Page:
Tesugen

Salingaros on Deconstructionism

This morning I was happy to find that Dan Hill (of cityofsound) had written about Nikos Salingaros critique of the deconstructionists and modernism, something I’ve been trying to get a grip of for a while.1 But I find it difficult. For instance, Salingaros often describes modernist buildings as ignoring both context and the people inhabiting them, and seems to claim that the only way to make human, contextual buildings is to use Christopher Alexander method. I don’t know if Salingaros holds I. M. Pei responsible for inhuman architecture, but Pei’s a modernist and in an interview with him (on BBC’s Architecture on 3), he kept coming back to the humanistic aspect of his architecture, to how the most important thing for him is to build houses for people:

You have to understand how this building’s going to be used. Who are the people going to inhabit the building? Why? What will make them happy in the building? That’s number one – you have to think of that. Of course, aesthetics – good design is part of it, contributes to it. I like to think that a person that comes to a building, designed by me or by any architect, if he’s happy or she is happy about it, there’s something right about it.

Guggenheim Bilbao, shot by Celia Martinez Bravo2

And Salingaros has claimed that Frank Gehry’s Guggenheim Bilbao completely ignores context, and yet Gehry himself calls it very contextual. And my impression (from two other Architecture on 3 programs) is that this building has meant a lot for the city of Bilbao, and that people living in Bilbao feels it has given the city a boost in self-confidence. But Salingaros says it’s nothing more than a tourist attraction. The following is from his article The New Acropolis Museum:

[...] the alleged “Bilbao Effect”, where an alien structure introduced into a neglected city is supposed to attract hordes of tourists. First of all, the long-term consequences of such a manoeuvre are not yet clear, not even for Bilbao. Second, Athens has always been a central tourist destination, and was never undeservedly forgotten—it doesn’t need another architectural attraction to bring in tourists.

I haven’t read the Leon Krier interview yet, but I’m surprised to hear that he sees Disney’s gated community as a good example. Since reading Jacobs I’ve seen New Urbanism as something based to a large extent on her ideas, but perhaps that’s not correct? Anyway, I feel that the importance of well-functioning neighborhoods, as Jacobs describes them, is rather obvious. These neighborhoods are more secure; people feel at home there and care about their local environment; such neighborhoods stimulate local businesses, and so on. So the well-functioning of cities has profound political implications: crime, the economy, the children, etc.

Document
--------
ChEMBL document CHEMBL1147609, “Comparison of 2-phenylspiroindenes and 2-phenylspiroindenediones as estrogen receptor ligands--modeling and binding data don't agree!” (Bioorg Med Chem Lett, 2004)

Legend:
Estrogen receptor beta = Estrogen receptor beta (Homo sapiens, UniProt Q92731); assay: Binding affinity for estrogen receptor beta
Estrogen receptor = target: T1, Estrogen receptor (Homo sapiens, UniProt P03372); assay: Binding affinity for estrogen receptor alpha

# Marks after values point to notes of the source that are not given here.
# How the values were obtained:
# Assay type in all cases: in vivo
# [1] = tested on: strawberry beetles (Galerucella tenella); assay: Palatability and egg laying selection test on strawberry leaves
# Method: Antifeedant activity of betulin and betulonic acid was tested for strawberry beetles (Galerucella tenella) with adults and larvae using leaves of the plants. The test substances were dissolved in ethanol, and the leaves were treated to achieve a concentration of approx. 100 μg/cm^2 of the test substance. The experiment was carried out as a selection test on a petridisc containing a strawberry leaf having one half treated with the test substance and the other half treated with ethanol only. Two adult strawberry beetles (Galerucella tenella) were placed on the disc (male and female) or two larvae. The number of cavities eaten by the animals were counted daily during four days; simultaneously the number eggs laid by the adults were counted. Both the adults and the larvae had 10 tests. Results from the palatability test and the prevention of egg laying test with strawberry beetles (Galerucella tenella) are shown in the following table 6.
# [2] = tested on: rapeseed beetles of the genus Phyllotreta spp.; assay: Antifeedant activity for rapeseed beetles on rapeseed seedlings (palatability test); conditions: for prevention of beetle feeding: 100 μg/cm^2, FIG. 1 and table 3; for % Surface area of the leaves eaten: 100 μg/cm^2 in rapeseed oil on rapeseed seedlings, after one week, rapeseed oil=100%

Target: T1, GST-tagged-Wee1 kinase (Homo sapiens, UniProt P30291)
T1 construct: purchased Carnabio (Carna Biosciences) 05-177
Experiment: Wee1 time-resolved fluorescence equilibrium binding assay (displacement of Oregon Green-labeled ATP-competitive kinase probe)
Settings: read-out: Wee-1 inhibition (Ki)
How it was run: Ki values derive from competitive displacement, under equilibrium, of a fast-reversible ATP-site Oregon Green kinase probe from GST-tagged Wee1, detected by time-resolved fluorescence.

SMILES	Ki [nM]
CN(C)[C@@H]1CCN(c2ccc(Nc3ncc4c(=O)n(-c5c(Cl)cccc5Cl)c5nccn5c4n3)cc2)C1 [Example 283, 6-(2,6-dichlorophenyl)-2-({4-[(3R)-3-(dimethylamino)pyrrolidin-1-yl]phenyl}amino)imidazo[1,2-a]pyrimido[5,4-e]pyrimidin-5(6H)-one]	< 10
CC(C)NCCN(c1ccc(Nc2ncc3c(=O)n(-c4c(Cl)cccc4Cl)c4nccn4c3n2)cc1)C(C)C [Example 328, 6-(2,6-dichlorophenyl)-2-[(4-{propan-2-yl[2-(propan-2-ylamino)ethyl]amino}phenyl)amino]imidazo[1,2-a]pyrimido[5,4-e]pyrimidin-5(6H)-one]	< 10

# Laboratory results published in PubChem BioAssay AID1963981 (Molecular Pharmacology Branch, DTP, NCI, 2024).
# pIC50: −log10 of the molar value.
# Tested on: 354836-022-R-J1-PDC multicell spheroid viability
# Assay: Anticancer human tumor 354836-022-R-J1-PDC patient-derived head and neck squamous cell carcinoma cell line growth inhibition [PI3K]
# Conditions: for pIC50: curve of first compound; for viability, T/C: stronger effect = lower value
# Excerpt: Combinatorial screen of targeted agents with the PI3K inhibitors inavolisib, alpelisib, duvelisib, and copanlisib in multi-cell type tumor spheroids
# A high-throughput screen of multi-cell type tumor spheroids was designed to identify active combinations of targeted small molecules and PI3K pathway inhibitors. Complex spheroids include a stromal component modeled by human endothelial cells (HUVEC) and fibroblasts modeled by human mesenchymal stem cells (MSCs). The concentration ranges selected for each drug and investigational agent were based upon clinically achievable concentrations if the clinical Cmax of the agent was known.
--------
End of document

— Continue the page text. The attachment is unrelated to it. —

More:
And since first reading Salingaros’s writings on “New Architecture” (on Alexander, mainly), I’ve tried to understand where it fits into this picture. Surely, it’s important that some buildings really function well, such as for instance schools. But here, as in any art form, there’s room for a great variety of styles, and everyone doesn’t have to like everything. I thought about this when reading one of the comments to one of Salingaros’s guest posts at 2 Blowhards, where Joseph Clarke writes about Peter Eisenman’s Aronoff Center in Cincinnati:

It’s a building that its users love to hate, as its aesthetics are incomprehensible without a decent understanding of deconstructivism in general and Eisenman’s theories in particular, which, unfortunately, few are willing to invest time reading.

I think this is core to Salingaros’s critique. Christopher Alexander’s work has been about finding “the quality without a name,” by testing different solutions on people, and seeing which ones are felt to possess more “life,” or to be more “whole.” Then he has devised a process for generating buildings with this quality. I think the reason behind Salingaros’s harsh critique is that he thinks that much of today’s architecture, particularly in the really big projects, lacks this ability to generate living buildings.

But the question then becomes whether this really is the case, if everything that is built today, and has been built since the 1920s, is hostile to humans, or if it just appears that way when viewed through Alexander’s theory. I don’t know much about architecture yet, so I can’t say. While I have found much of Salingaros’s writing very interesting, and I’m happy that he makes so much of it available online, I’m still in doubt about this. So to balance Salingaros’s opinions, I try to read other opinions, particularly John Massengale’s excellent weblog Veritas et Venustas.

1 This post started out as a quick email thanking Dan for his kind words about my writing, so forgive me for being wordy.

2 Photo credits Celia Martinez Bravo, found via stock.xchng.

The above was posted to my personal weblog on April 27, 2004. My name is Peter Lindberg and I am a thirtysomething software developer and dad living in Stockholm, Sweden. Here, you’ll find posts in English and Swedish about whatever happens to interest me for the moment.

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